Rethinking the Spectrum: Three Things We Thought Were True About Autism

The push to gain a deep understanding of the genetics and neurobiology of autism has forced scientists to reexamine three ideas about the condition.

In 2003, when the Simons Foundation Autism Research Initiative (SFARI) launched, little was known about the biology of autism. Studies of twins with autism had highlighted a strong genetic component, but how this genetic risk was transmitted and the mechanisms by which genetic changes impact development were unknown. For SFARI, understanding autism genetics was not only a promising area of investigation, it was the scientific priority to advance the field.

Seventeen years later, new insights about autism have sprung up, many of which have compelled scientists to reevaluate how they think about the condition. In particular, three ideas about autism have turned out to be different, or more complex in nature, in light of new knowledge.

Original idea 1: A few genes would contribute to a significant number of autism cases.

The year SFARI launched coincided with the first identification of genes linked to autism. Additional genetic findings soon followed, and within a few years, about 20 individual genes and several copy number variants (CNVs) — large chunks of the genome containing multiple genes — had been implicated in the condition.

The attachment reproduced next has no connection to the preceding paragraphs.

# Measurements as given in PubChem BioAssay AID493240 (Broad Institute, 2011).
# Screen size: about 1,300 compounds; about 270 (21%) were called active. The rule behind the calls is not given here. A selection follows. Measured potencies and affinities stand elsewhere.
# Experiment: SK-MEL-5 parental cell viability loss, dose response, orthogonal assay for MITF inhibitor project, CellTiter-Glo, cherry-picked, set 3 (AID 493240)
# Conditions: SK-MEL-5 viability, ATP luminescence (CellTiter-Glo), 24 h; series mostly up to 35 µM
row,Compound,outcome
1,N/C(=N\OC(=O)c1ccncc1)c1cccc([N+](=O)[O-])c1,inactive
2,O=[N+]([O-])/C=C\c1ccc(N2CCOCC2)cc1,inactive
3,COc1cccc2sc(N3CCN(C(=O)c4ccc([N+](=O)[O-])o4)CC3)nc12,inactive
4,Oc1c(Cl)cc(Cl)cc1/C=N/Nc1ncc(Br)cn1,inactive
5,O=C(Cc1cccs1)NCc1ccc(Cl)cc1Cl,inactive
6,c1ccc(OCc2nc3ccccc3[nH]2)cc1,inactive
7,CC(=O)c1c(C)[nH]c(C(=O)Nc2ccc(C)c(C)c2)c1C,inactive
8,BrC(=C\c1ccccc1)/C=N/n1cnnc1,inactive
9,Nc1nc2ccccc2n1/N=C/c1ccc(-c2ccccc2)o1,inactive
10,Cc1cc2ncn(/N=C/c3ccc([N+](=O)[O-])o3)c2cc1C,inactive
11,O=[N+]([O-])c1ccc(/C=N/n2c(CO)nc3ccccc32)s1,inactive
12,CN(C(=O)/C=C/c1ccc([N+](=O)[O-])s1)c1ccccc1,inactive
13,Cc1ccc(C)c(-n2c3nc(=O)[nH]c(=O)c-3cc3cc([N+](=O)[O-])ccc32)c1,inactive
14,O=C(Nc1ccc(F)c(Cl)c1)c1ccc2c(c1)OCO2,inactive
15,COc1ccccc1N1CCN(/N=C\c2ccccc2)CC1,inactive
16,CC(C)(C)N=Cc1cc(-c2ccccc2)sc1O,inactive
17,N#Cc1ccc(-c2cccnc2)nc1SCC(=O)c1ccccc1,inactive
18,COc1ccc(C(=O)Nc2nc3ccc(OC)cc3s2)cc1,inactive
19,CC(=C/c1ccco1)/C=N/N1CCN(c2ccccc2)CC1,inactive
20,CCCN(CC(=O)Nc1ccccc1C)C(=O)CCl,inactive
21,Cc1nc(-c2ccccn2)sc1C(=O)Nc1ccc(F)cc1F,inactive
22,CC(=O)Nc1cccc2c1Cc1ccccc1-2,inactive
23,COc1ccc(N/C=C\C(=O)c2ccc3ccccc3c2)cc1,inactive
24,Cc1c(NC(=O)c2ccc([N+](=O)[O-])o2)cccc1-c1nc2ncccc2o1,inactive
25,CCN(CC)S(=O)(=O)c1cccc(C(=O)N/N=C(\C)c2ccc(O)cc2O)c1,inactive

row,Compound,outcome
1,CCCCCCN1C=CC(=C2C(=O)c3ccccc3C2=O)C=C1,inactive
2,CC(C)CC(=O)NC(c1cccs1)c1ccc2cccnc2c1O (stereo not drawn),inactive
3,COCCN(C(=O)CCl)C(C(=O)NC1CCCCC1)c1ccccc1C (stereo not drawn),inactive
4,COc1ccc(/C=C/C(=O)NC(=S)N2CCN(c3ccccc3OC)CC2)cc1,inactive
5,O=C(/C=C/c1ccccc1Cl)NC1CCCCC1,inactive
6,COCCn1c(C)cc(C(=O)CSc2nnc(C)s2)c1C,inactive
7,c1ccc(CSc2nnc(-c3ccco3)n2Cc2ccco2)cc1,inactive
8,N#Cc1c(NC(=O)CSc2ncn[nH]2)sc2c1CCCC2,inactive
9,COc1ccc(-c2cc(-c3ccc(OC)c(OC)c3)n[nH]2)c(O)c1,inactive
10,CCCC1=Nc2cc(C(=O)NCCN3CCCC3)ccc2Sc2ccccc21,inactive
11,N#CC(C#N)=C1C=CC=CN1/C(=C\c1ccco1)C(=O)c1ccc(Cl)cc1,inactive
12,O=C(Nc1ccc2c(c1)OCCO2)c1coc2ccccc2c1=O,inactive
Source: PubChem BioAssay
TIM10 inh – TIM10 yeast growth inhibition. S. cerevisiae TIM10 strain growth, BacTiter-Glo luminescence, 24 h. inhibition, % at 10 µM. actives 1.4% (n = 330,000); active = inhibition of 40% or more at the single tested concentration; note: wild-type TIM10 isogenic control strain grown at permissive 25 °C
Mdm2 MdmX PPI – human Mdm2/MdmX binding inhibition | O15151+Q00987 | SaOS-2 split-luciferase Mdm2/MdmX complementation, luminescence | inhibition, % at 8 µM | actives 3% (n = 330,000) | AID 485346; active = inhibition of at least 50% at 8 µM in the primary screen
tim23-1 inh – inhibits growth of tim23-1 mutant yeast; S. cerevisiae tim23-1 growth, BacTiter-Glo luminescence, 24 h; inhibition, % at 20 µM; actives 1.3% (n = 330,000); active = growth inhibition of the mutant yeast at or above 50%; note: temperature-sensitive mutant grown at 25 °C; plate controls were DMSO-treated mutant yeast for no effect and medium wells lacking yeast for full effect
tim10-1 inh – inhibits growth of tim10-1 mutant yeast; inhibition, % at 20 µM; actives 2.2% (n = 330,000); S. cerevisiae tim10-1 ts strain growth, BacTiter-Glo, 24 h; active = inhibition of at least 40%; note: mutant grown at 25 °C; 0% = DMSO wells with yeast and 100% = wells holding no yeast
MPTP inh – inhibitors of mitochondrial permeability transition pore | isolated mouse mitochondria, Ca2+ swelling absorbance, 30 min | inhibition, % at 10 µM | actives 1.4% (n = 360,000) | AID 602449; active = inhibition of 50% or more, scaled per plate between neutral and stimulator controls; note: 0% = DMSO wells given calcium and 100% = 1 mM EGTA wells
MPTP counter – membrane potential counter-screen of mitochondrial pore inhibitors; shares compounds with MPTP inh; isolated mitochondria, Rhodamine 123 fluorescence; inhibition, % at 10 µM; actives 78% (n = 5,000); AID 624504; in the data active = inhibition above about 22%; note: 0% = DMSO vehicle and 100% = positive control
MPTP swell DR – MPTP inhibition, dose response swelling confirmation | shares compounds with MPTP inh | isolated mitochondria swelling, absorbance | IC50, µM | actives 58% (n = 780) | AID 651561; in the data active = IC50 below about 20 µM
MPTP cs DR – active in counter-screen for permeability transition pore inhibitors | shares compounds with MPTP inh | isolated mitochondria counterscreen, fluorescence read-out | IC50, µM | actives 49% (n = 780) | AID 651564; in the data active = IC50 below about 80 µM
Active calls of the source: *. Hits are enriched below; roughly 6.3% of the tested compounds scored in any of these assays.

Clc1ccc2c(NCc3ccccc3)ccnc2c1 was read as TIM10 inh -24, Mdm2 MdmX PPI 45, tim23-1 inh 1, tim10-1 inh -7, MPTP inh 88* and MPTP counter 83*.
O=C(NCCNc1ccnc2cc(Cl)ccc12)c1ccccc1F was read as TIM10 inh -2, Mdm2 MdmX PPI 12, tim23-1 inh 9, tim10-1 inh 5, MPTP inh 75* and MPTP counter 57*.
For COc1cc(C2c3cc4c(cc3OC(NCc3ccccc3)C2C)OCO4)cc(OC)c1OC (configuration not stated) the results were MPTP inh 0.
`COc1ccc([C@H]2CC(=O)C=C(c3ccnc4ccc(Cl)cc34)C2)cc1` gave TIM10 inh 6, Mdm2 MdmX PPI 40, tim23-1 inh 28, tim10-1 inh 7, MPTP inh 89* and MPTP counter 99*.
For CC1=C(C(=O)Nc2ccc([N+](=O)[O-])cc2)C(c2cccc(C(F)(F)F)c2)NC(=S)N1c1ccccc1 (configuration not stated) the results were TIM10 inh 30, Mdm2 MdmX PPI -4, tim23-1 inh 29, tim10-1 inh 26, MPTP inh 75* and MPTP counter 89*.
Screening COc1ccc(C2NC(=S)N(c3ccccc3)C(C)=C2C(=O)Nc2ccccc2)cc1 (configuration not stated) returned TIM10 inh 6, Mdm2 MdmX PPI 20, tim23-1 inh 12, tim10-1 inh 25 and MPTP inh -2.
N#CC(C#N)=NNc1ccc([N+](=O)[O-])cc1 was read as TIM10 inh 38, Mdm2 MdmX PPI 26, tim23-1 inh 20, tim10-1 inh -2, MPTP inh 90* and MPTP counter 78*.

Although these discoveries represented tremendous contributions to the field, scientists were, in fact, just scraping the surface of the complex autism genetic landscape. The number of autism risk genes and CNVs turned out to be much higher than earlier studies had suggested.

The SFARI-funded Simons Simplex Collection (SSC) has greatly facilitated this process of gene discovery. The SSC is a repository of genetic and phenotypic data from more than 2,000 individuals with autism, and their parents and unaffected siblings. SSC data have now been used in more than 200 research articles, and scientists have been able to identify more than 150 genes and many CNVs linked to autism risk with high levels of statistical significance.

A second SFARI-funded project is currently scaling up the SSC’s initial efforts. Called Simons Foundation Powering Autism Research (SPARK), this initiative, which began in 2016, aims to establish the largest autism research cohort to date, including 50,000 individuals with autism and their family members. Preliminary analyses of the first 500 families enrolled in this initiative confirmed many previously known autism risk genes and found several novel ones, showing that SPARK is well positioned to expand what we know about autism genetic risk factors.

SPARK RECRUITS: Since its launch four years ago, SPARK has recruited more than 200,000 participants, including more than 80,000 individuals with autism (18,000 of whom are part of the complete trio of child and both parents). The size of the circles reflects the relative count of participants within the same zip code. Credit: Feliciano et al. 2019

“We believe that this year findings from SPARK will likely double the number of genes currently known to be associated with risk for autism,” says Wendy Chung, SFARI director of clinical research and Kennedy Family Professor of Pediatrics in Medicine at Columbia University.